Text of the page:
Buttons, whether functional or just decorative, are a favorite element on Sew4Home projects, but we know you start rolling your eyes when you think about having to break out the needle and thread to sew on button after button. For some reason, button-sewing is stuck in our psyche as a dreaded, time-consuming task. We’re here to tell you that it need not be true! Read on to learn our favorite, super speedy, five-step process to perfect buttons.
Okay… we know this LOOKS like more than five-steps, but that’s because writing out something really easy is actually one of the hardest things to do. Practice a few times, and it will become second nature… and will probably seem like just two steps!
- Thread your hand needle with a double strand of thread.
- To get a double strand, evenly fold your length of thread in half, so there is a loop at one end and two cut ends at the other.
- Thread either the cut ends or the loop (doesn’t matter) through the eye of the needle.
- Knot the thread ends and loop. To make this knot, bring all four strands together between your fingers so you can treat the four as one.
- Wrap the thread around your forefinger, while holding the ends between your thumb and forefinger.
- Roll the loop off your forefinger (with your middle finger), so you can see the thread tail in the middle of what looks like a circle.
- Hold all the threads in position by pressing your thumb between your forefinger and middle finger
- Using the end of the needle, pull the thread tail through the circle.
- This creates the knot.
- Pull the thread tails tight to finish and lock the knot.
- Insert the needle through your fabric.
- You can insert the needle from the right side, so the knot is hidden by the button. Or, you can insert the needle from the wrong side, hiding the knot on the wrong side of the project
- Bring the needle in, then back out at the same point.
- Pull the thread taut, but not tight, and clip the thread tails.
- Sew through the holes on the button twice. Twice around is all you need because your thread is already doubled!
- To do this, feed the threaded needle through one of the holes on the button.
- Go back through the next hole, then through the fabric again.
- Go around one more time and you’re done.
- Knot the ends into the existing threads to secure and trim away the excess. For an extra deterrant to fraying, you can add a drop of seam sealant to the cut ends of the thread. Even clean nail polish can work in a pinch, just keep it away from the button and the fabric.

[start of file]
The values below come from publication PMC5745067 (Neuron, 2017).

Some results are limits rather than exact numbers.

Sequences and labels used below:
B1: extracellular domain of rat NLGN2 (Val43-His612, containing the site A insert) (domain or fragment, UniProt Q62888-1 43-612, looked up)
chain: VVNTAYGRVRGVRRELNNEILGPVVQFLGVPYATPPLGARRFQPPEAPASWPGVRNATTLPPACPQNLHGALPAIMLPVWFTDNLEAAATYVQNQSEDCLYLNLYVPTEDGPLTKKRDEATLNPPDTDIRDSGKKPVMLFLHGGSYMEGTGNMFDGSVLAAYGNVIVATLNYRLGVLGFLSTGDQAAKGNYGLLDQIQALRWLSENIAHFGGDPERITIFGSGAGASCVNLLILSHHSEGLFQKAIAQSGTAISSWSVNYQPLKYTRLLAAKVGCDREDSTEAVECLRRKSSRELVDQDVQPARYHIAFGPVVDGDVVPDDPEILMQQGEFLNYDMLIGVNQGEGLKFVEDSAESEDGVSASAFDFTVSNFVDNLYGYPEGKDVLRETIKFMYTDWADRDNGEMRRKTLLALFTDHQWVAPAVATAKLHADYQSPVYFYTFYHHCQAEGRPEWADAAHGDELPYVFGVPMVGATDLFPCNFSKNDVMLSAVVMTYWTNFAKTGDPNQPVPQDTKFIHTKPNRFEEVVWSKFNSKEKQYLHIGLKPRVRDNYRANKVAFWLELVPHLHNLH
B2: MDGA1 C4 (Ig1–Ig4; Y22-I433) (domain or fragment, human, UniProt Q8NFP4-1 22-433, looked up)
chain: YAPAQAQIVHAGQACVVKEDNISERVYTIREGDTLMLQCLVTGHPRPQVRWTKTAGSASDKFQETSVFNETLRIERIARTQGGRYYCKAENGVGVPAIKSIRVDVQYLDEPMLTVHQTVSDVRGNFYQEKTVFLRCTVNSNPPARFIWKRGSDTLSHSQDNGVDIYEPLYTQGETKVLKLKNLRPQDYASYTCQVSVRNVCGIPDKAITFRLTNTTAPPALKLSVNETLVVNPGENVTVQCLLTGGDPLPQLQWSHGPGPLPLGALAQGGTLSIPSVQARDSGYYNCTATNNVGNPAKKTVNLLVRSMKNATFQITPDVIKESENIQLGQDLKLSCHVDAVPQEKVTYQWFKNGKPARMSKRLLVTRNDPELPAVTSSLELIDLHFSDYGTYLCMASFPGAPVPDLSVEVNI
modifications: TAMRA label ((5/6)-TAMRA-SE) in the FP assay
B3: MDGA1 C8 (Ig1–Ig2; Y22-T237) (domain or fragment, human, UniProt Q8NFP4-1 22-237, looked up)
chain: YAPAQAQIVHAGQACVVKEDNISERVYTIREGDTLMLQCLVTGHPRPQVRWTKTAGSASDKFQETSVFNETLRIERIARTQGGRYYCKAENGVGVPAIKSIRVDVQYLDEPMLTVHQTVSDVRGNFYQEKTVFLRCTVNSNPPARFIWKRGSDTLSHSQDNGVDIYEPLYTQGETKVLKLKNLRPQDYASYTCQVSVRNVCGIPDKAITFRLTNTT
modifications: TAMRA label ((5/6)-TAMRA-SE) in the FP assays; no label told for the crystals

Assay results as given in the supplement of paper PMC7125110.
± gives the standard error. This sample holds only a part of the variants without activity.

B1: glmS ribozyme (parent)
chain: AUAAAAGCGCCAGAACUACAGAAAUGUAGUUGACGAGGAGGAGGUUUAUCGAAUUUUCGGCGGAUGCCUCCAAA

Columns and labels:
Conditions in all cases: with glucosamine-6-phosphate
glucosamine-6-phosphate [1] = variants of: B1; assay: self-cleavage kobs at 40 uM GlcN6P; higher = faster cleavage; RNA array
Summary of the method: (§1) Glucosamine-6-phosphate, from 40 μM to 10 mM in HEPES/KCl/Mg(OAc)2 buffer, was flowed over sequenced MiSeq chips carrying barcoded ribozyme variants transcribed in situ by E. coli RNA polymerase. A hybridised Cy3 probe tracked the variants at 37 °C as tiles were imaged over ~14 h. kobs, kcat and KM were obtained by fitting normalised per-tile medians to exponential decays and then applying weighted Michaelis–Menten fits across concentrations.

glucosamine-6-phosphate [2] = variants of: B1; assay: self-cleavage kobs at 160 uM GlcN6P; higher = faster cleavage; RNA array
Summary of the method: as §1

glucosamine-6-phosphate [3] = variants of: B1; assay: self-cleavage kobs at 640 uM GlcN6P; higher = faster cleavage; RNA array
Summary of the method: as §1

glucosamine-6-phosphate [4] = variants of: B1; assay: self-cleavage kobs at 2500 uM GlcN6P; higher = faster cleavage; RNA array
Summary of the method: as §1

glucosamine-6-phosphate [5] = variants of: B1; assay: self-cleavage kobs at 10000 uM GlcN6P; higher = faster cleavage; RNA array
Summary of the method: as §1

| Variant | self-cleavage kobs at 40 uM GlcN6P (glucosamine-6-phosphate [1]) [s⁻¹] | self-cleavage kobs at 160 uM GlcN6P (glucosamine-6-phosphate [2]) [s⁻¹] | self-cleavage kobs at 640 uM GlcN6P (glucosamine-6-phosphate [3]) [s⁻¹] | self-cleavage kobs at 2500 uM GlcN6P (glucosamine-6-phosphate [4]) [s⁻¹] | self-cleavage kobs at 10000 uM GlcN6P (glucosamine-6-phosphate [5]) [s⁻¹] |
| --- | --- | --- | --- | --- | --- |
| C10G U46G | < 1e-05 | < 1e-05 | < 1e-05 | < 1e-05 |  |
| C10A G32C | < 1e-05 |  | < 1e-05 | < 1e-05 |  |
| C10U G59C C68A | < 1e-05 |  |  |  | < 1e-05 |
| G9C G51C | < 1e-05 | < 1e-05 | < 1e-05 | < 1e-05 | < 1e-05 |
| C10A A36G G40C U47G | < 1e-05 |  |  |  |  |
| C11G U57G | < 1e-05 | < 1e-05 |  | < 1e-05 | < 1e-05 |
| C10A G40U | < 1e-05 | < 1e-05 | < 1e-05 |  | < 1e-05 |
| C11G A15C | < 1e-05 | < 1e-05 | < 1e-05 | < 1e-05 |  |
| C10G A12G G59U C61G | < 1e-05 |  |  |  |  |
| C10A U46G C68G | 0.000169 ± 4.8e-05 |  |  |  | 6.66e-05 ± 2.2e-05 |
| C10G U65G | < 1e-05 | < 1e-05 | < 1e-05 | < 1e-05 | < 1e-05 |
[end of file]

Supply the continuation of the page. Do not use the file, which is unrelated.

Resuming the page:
More things to bear in mind about buttons
The steps shown above will vary slightly based on the type of button you’re using. Our sample shows a two-hole button. Other common types are the four-hole and the shank button.
If your buttons are going to be highly functional, meaning there will be a lot of buttoning and un-buttoning going on, it’s a good idea to interface the area behind the buttons for added support and stability. (We often do the same for zippers.)
When using very thick fabrics, such as the heavy wools you’d find on a coat, you need to leave space between the button and the fabric so the buttonhole can overlap the button and you can actually button and unbutton the thing! This is called a “thread shank.” In order to sew on a button and create the needed space behind, use a toothpick under the button as you sew.
For very lightweight fabrics, you do not want to add any bulk. Using our quick method for sewing buttons, you need only go around once on sheers!
Finally, thread color is definitely a consideration when sewing buttons, and the decision depends on the finished look you want to achieve. Sometimes you want to match the button itself. Other times, it’s more important to match the fabric, such as on a shirt placket. If the collar of the shirt is open, you don’t want the button thread to stand out against the fabric. Finally, we sometimes choose a highly contrasting color thread for our button sewing in order to use it as an actual decorative element. We did this on the backs of our Seersucker Ruffled Square Pillows.
We also recommend using beeswax or a similar product to strengthen your thread when doing any hand sewing technique. Take a look at our hand sewing article for more information about these products, as well as other tips for tangle-free hand sewing.
If doubling the thread as we show above is just not working for you, many thread companies offer heavyweight sewing thread. Ask about it at your local sewing supply retailer.
We’ve even heard of folks who use dental floss to sew on their buttons!
Sample Creation and Instructional Outline: Jodi Kelly